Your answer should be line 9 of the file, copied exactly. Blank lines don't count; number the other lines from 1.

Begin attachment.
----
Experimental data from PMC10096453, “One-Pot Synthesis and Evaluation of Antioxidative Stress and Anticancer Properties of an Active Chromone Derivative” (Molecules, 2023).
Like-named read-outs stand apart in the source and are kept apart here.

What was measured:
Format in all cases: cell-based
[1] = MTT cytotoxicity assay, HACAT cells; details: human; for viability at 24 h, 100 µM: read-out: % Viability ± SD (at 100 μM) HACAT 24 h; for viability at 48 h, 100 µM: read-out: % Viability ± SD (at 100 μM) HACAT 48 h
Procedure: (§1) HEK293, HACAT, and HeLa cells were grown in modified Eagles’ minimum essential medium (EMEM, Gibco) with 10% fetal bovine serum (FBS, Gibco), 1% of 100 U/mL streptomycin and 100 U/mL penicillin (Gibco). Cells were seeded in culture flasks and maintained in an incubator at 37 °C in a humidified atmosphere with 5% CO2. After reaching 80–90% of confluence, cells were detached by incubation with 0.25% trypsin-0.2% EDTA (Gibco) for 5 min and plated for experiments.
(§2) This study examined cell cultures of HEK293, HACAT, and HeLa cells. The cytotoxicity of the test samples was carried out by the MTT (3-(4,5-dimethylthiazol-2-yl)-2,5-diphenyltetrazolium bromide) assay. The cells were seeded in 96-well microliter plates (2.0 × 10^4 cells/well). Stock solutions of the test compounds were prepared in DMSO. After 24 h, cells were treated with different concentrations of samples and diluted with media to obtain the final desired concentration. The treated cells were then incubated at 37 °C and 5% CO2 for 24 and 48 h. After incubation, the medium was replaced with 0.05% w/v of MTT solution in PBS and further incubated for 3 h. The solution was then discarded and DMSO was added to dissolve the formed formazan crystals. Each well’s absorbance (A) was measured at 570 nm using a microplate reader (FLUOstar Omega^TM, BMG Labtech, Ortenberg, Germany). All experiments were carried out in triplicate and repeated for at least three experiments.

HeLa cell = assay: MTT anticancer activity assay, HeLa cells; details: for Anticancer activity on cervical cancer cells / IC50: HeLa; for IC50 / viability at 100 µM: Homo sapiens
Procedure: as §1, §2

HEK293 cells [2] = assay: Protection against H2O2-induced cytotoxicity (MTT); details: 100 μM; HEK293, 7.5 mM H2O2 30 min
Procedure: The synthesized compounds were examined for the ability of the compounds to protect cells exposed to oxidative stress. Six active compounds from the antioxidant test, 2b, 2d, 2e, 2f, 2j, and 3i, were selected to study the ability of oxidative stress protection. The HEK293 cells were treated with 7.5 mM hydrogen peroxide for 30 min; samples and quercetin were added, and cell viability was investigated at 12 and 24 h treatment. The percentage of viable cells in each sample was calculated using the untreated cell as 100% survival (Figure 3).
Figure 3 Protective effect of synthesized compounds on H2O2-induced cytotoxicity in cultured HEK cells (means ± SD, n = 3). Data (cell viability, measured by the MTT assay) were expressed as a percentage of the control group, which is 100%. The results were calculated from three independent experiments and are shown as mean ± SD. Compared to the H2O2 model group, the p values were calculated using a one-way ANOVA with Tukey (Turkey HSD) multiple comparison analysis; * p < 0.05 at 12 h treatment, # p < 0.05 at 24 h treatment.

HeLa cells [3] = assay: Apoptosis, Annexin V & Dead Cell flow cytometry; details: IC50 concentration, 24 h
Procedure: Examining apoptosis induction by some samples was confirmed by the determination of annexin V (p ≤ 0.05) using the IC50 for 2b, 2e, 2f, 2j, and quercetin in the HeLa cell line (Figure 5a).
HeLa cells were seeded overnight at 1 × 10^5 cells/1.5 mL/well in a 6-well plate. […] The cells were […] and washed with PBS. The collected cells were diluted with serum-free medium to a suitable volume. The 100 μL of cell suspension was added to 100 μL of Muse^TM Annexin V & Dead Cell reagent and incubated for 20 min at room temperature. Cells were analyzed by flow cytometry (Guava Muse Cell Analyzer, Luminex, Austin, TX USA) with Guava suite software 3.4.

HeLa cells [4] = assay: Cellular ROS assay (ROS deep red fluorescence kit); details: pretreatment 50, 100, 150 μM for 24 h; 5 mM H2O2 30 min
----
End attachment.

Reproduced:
Procedure: as §1, §2